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An independent imagery expert has confirmed the findings contained in a video documentary that government agents fired weapons into the Branch Davidian complex as it burned in Waco, Texas, April 19, 1993.

Also, he says his analysis of the film has turned up even more personnel – and gunfire – than previously discovered by the producer of a series of Waco documentaries.

Michael A. Weatherford, a Colorado-based analyst and former Air Force master sergeant with extensive imagery intelligence experience, found that “the conclusions of the producers” of “The F.L.I.R. Project,” a documentary charging that flashes of light contained in FBI infrared footage shot during the raid were gunfire from federal agents, “appear to be well-justified by both their methodology and their results. …”

The documentary is the third in a series of Waco-related films co-produced by Mike McNulty, who has said his latest project effectively debunks government denials that its agents fired their weapons during the final stages of the Mount Carmel raid.

Last year, former Missouri Republican Sen. John Danforth released an extensive report supporting the government’s claim. Danforth, who was appointed as special counsel by former Clinton administration Attorney General Janet Reno to examine all Waco-related evidence one final time, has said his investigation “conclusively” proved that FBI agents did not fire on Branch Davidians fleeing their burning complex.

Tom Schweich, a lawyer who was Danforth’s chief of staff during the review, told WND in an exclusive interview May 14 that his boss’ investigation “left no doubt” that the FBI did not fire on church members.

“The idea that that is gunfire [on the infrared video] is preposterous. Preposterous,” he said, noting that during the final investigation, Danforth’s team consulted their own imagery experts to refute the claims of gunfire.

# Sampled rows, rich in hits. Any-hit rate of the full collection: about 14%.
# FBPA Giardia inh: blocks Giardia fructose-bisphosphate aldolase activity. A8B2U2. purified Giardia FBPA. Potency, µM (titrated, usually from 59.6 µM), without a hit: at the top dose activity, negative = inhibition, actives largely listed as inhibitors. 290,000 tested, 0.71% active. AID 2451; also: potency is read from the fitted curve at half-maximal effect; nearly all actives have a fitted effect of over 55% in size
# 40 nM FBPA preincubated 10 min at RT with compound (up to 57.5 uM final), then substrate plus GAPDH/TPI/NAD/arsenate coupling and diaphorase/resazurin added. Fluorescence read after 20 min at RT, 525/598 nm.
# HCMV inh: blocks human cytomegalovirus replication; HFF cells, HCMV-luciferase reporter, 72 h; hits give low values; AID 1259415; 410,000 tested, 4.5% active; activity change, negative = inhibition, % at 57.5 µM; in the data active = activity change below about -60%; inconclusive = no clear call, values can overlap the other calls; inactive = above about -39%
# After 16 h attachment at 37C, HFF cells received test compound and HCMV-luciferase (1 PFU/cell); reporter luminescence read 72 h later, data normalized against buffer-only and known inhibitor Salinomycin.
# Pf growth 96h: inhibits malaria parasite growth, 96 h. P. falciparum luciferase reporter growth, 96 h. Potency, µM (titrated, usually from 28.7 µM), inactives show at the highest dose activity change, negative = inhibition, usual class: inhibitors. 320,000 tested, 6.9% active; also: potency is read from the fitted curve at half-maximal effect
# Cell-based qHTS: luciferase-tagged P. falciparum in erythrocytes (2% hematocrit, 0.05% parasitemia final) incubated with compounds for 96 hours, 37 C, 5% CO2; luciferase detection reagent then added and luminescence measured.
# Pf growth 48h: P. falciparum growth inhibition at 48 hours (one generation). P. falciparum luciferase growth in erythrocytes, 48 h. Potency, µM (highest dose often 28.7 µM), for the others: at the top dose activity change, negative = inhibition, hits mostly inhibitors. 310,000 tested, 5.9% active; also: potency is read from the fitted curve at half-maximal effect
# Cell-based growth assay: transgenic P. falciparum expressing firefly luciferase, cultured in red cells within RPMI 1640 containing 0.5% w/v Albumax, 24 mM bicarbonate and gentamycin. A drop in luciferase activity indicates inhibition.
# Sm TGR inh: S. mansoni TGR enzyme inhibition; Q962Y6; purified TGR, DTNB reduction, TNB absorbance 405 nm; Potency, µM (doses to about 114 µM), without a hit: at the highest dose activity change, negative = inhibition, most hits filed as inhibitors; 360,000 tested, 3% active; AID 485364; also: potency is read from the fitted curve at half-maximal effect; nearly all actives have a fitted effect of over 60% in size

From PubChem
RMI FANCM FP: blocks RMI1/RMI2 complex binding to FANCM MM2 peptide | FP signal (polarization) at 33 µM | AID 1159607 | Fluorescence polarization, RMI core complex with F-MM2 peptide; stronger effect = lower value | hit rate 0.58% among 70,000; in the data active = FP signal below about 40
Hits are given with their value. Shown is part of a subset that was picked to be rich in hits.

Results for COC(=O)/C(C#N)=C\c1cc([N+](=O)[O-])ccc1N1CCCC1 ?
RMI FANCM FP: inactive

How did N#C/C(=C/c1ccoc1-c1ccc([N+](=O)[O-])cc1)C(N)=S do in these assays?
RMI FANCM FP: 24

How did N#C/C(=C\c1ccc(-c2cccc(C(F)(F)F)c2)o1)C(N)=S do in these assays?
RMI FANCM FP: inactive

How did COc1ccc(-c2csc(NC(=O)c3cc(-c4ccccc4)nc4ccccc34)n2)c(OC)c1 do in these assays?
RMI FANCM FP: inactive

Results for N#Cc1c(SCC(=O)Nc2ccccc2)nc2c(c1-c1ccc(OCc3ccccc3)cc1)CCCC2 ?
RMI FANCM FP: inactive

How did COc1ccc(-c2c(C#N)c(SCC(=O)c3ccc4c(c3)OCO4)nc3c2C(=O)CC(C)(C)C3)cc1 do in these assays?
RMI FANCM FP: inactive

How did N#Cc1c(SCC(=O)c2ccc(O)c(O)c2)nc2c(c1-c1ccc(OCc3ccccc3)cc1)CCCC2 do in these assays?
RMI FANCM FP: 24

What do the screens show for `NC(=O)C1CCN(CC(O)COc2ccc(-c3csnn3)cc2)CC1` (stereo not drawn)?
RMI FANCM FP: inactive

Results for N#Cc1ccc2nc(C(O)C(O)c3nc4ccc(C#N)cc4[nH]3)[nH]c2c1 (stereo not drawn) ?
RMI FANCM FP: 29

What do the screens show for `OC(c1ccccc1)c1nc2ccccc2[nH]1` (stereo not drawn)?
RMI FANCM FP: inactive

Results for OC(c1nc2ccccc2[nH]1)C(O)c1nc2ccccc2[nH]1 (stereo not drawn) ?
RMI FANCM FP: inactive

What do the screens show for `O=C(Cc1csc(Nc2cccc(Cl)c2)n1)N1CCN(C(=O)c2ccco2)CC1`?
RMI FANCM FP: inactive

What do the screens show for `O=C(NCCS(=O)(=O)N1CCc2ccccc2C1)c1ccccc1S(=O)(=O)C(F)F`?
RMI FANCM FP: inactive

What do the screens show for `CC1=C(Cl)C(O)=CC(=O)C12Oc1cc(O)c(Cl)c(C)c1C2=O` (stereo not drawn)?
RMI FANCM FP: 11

But Weatherford, who spent 21 of his 26 years in the Air Force analyzing imagery for some of the military’s most prestigious intelligence units, said in a report issued after studying the F.L.I.R. video: “The imagery provided and the methodology of ‘The F.L.I.R. Project’ indicate that the Danforth report [is] excessively flawed in its methodology, and therefore, questionable in its conclusions.”

In his analysis, Weatherford admitted that since McNulty’s film was “a commercial project and not raw imagery,” it would be “impossible to make a complete and thorough evaluation” of the entire video.

“Without access to all the data available and a considerable amount of time for evaluation, a complete assessment of the results is not possible,” he wrote. “Materials such as the raw imagery taken by the FBI, a detailed map of the compound, copies of the color 35mm film shot by the FBI and other imagery from various sources would be needed to evaluate completely what took place at that time.”

However, Weatherford – who said he was rated one of the Air Force’s top 10 imagery analysts on three separate occasions during his career – also found that “there is significantly more activity on the imagery than that documented by” McNulty and his production crew.

For example, the career Air Force imagery analyst found “at least three to four times the number of people identified by the producers being visible on the imagery.”

“Most of these people are not visible on the imagery when it is run at a 1:1 speed,” Weatherford said, “but become discernable when the imagery is evaluated on a frame-by-frame basis. The major characteristic of these people is that they are virtually invisible on the infrared imagery, but their presence can be detected by their blocking out the rough background they are crossing.”

In his evaluation, Weatherford said the figures appeared to be “soft fuzzy blotches” that “often obscure the rough, uneven background they are displayed against.”

That finding was important, Weatherford said, because he found that more “muzzle flashes” were “visible from more than a dozen persons not identified by the producers” of “The F.L.I.R. Project,” “including three to four gunmen advancing on the compound with weapons firing while the fire is blazing. …”

“These, too, are most discernable when the film is viewed in a frame-by-frame evaluation,” he continued. “The duration of the muzzle blasts are fewer and appear to be either single shots or short-duration (2-5 round) bursts.”